Biofeedback Hand Grip Exercise Device for Assessing Muscle Function (20170200)

Technology No. 20170200

Novel game interface enables muscle exercise and testing

A new biofeedback hand grip device is used with a custom computer game to assess muscle function in patients with muscle diseases, particularly children with Duchenne muscular dystrophy (DMD). This novel muscle strength and fatigue assessment tool is quantifiable, can be performed by patients at all levels of muscle disease progression (including non-ambulatory patients) and is fun and motivating for the patient. The device features a grip sensor embedded in a custom handgrip piece designed to fit a child’s hand. When the patient squeezes the device, the sensor records the isometric grip force of the patient and sends it wirelessly to a host computer (tablet). The tablet displays a fun and motivating video game where the patient performs a brief fatiguing exercise. A wide range of protocols can be specified, which may be useful for research or for clinical diagnostic means. The novel game-based tool encourages muscle disease patients to follow a prescribed protocol to train/fatigue the muscle. Furthermore, an assessment tool that is fun for the patient may limit the dropout of patients from trials where assessments were too stressful.

Adjustable level of force customizes assessment and fatiguing exercise protocols

Existing neuromuscular diseases (e.g., muscular dystrophy) muscle function tests are difficult to quantify and are often limited to ambulatory patients and/or those with relatively mild disease. Some therapies are susceptible to declining motivation, where doing the test can be depressing/demotivating for patients with DMD because they immediately see that their performance was worse than before. Current solutions do not motivate patients to perform to their maximal ability and do not allow a specific muscle-fatiguing protocol that can be used for research or for clinical diagnostics. This new medical device provides a simple, engaging upper-limb assessment tool that measures muscle strength and fatigue in children with DMD. The new biofeedback grip sensor is combined with a game-based interface to motivate patients to complete maximal and fatiguing grip protocols. The new device uniquely enables customized assessment and fatiguing exercise protocols. The level of force for the game can be tailored to the disease or to each patient—and can be done without the patient knowing. By adjusting game parameters as disease progresses over time, the game is equally easy to play at all visits, regardless of actual force production. This way, the child can achieve the same—or an even higher—score over time, and can even compete against friends and family. This competitive aspect improves patient experience and compliance with the exercise protocol and motivates the child to keep playing.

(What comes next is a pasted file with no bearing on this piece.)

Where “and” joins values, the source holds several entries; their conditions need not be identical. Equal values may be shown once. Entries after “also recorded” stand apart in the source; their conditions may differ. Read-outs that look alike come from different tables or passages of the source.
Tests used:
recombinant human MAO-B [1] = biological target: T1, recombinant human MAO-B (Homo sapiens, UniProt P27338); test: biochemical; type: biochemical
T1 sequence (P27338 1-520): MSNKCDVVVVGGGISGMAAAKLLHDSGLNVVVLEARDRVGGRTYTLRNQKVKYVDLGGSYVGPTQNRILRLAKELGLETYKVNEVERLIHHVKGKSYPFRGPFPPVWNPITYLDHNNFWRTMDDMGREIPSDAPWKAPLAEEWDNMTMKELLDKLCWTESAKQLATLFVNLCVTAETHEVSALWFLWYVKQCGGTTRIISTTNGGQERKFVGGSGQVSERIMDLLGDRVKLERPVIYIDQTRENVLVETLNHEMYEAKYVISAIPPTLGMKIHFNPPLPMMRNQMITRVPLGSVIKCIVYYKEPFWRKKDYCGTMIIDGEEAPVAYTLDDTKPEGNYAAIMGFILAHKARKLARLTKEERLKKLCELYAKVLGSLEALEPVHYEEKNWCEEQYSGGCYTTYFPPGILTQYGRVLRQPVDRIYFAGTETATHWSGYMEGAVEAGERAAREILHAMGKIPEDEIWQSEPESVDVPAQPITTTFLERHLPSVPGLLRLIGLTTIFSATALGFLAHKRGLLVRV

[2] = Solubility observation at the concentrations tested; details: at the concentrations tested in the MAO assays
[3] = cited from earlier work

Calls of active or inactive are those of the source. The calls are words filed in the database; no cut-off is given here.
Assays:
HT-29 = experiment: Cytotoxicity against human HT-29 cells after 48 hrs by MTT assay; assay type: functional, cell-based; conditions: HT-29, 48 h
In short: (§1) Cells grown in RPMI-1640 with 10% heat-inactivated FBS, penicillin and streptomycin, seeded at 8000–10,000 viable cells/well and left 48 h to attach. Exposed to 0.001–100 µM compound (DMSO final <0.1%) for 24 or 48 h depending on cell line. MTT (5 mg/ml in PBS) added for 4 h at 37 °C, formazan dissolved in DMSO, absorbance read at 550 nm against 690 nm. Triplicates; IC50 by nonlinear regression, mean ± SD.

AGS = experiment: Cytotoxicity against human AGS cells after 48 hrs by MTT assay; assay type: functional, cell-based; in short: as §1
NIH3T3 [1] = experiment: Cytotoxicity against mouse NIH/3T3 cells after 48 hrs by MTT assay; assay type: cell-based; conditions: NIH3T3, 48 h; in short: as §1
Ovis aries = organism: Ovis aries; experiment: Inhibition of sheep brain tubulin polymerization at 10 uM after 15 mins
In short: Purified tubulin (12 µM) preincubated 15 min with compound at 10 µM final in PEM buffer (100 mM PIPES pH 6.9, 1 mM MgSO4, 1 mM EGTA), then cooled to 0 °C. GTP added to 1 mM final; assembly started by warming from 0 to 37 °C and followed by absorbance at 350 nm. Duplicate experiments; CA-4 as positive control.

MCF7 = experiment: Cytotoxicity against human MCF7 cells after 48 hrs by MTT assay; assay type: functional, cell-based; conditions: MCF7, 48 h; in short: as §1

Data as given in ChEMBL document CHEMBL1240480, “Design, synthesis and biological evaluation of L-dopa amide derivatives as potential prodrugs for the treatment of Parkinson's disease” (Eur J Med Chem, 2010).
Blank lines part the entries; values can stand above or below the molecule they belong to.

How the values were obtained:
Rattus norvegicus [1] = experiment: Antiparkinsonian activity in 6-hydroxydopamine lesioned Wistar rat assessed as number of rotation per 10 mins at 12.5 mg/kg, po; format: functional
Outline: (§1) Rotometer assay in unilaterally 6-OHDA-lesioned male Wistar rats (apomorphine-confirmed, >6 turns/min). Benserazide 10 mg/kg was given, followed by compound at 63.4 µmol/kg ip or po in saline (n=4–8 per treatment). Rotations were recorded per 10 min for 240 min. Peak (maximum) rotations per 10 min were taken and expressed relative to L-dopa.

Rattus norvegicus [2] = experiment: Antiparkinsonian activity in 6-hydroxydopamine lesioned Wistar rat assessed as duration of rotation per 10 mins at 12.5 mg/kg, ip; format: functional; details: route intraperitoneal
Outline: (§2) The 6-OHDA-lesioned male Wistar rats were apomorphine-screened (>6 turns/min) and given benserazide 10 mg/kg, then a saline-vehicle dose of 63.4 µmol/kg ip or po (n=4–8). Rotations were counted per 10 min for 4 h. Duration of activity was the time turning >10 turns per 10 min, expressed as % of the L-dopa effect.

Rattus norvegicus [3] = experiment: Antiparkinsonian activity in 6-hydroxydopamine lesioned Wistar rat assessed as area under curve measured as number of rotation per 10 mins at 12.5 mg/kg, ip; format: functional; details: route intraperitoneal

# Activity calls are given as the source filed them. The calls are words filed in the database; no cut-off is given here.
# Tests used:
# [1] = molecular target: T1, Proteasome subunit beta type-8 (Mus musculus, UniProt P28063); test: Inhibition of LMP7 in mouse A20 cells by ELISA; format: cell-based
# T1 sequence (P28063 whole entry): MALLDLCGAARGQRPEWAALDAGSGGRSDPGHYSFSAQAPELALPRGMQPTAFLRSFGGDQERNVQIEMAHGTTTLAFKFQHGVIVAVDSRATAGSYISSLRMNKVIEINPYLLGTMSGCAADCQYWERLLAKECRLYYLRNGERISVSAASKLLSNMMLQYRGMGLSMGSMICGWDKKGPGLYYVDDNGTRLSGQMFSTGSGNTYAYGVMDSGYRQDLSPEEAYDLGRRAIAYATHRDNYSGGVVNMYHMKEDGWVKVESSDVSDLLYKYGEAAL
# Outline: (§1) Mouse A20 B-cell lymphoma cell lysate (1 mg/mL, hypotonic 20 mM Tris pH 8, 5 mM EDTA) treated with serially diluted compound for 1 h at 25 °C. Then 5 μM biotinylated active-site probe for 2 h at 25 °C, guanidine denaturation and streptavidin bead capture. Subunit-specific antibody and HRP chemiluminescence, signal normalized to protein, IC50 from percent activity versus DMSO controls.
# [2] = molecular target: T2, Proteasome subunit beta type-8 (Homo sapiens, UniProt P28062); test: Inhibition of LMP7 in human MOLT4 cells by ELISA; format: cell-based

Phase of Development

  • Prototype dev. working prototype.

Benefits

  • Encourages patients to follow a prescribed protocol to train/fatigue the muscle
  • Fun and motivating for the patient
  • Level of muscle force required to play the game can be adjusted
  • May limit the dropout of patients from trials where assessments were too stressful
  • Wide range of protocols can be specified
  • Quantifiable results
  • Applies to patients at all levels of muscle disease progression (including non-ambulatory patients)

Features

  • Biofeedback hand grip device
  • Computer video game
  • Measures muscle strength and fatigue in children with muscle diseases, e.g., Duchenne muscular dystrophy (DMD)
  • Wide range of protocols may be useful for research or for clinical diagnostic means
  • Motivates patients to complete maximal and fatiguing grip protocols

Applications

  • Clinical research, clinical assessments/diagnostics
  • Muscle testing
  • Muscle force assessment tool
  • Studying effects of various treatments for progressive neuromuscular diseases
  • Testing muscle function in patients in clinical trials for new drugs. e.g., Spinal Muscular Atrophy (SMA) and Amyotrophic Lateral Sclerosis (ALS)
  • Athletic trainers, muscle training
  • Fatigue testing automation
  • Rehabilitation

Desired Partnerships

This technology is now available for:
  • License
  • Sponsored research
  • Co-development

Please contact TLO to share your business’ needs and learn more.

Researchers: 

Will Durfee, PhD , Professor, Mechanical Engineering 

 DeWayne Townsend, DVM, PhD, Associate Professor, Integrative Biology & Physiology 


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